This is why farmers are demanding better remunerative prices for their produce, which means that the government needs to fix a support price that should give them a decent profit after meeting all expenses. Such a formula was recommended by MS Swaminathan led Farmers Commission way back in 2004, but it has not been strictly implemented yet.


The obvious question that arises then is – how are farmers in India managing with these meagre earnings? The NSS report answers this question as well – families are supplementing their farming incomes with other work to make ends meet.

On average, for the country, a household that depends on agriculture is actually deriving only 37% of its income from crop production or cultivation, as shown in the chart below. The bulk of its income – 48% in all – is derived from wage work. This involves working in other people's fields for wages.


About 5% of income comes from farming animals and 8% from doing some non-farm business like retail shops etc.

What this shows is a system that is tottering on its last legs. Since there is rampant joblessness, there is not much scope for getting substantial income from non-farm work like jobs in industrial or services sectors. This forces more and more people to work in agriculture for less and less income. It's a downward spiral into poverty and misery.


Since it is impossible to carry out routine agricultural activities with this kind of income, farmers are forced to rely on loans to survive. The NSS Report also lays bare this part of the story: just over 50% of farmers are currently indebted, and the average debt is a whopping Rs 74,121 per household. As always, these averages hide a much more serious picture. For instance, in the so-called more prosperous agrarian states like Punjab and Haryana, the average outstanding loan taken by each agri household is Rs 2 lakh and Rs 1.8 lakh. Other states with high average debt per farmer household are Tamil Nadu (Rs 1 lakh), Rajasthan (Rs 1.13 lakh), Karnataka (Rs 1.26 lakh) and Kerala (Rs 2.4 lakh).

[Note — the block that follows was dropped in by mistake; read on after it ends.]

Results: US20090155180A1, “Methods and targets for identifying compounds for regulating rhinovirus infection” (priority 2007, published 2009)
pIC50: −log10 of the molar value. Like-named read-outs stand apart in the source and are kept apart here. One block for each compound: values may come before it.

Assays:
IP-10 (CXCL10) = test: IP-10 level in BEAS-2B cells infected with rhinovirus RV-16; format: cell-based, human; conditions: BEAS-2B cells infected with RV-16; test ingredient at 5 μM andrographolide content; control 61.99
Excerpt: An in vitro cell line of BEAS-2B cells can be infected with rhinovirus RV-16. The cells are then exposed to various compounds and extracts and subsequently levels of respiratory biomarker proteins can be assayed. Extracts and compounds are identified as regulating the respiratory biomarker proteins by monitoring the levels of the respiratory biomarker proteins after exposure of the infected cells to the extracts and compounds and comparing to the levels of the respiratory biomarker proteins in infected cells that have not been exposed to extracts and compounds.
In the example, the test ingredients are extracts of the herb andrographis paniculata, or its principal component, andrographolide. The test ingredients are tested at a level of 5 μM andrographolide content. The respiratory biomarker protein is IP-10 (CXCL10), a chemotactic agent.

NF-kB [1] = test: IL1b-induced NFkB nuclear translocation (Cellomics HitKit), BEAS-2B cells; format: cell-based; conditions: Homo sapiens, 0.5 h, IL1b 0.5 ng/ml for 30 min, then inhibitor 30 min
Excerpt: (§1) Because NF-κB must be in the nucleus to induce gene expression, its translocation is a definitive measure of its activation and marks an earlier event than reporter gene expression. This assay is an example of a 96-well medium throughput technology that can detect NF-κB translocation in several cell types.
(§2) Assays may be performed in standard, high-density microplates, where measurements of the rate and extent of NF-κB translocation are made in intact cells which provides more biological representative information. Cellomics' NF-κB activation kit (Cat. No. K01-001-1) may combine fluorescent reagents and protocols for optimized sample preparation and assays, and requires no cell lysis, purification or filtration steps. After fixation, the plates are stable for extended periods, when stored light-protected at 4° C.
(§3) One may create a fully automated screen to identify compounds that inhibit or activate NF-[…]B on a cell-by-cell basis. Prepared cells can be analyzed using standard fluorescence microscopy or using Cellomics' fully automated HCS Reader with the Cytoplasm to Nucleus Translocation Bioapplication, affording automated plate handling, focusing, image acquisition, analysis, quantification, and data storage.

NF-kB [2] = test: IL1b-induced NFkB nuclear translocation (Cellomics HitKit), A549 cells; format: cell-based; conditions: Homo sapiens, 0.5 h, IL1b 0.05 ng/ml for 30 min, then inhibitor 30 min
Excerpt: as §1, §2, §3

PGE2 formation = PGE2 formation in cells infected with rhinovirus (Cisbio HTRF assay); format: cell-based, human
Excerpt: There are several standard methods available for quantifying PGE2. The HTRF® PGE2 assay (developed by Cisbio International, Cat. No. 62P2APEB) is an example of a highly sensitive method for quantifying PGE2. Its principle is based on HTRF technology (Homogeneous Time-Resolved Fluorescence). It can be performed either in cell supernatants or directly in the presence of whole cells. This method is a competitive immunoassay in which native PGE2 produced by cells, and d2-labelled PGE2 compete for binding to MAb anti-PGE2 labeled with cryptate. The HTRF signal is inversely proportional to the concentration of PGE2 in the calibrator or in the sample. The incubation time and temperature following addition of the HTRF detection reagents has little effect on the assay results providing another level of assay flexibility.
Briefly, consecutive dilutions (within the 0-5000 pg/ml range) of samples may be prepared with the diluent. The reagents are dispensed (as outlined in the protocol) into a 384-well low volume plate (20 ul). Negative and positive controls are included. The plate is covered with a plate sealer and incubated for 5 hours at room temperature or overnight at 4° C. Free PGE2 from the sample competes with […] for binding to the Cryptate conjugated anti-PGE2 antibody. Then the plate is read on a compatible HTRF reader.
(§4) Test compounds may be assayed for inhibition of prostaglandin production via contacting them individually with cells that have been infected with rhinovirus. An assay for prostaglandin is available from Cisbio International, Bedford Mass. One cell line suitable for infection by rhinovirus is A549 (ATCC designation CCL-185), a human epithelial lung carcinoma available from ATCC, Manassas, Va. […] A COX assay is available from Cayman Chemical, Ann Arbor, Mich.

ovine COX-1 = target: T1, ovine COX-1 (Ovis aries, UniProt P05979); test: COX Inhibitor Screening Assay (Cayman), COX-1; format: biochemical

Similarly, certain states have very high indebtedness prevalence: Andhra Pradesh has 93% farmers indebted, Telangana has nearly 92%, Karnataka has 68% and Tamil Nadu has 65%. This, incidentally, blows the lid off the popular myth that farmers are in crisis only in some states, and the farmers' movement is only confined to those. In reality, farmers are in distress everywhere in the country.


The Modi government sought to 'resolve' this crisis by handing over the whole farming sector to corporate entities, both domestic and foreign. The new laws will pave the way for private business houses to determine what the farmers will sow, where they will sell their produce, at what price it will be bought, how much will be stocked or exported by traders, and even the prices these businesses will charge from consumers. There will be no guarantee of a minimum support price. In fact, there will be no guarantee of government procurement, implying that the ration card system will go out of the window. In sum, it is a catastrophic policy that will push the large mass of common people into poverty and debt.

The farmers have seen through this policy, and hence they have been fighting for its scrapping. In this fight, they have been joined by other powerful forces – the industrial working class and a large number of employees from the service sector. These two sections are facing a similar challenge because the Modi government scrapped earlier labour laws and introduced hire and fire rights for employers, diluted wage fixation procedures and presented difficulties in unionisation, among other things.

The Bharat Bandh of September 27 is thus a historic action meant to protect the country's working people from impending slavery to corporate houses.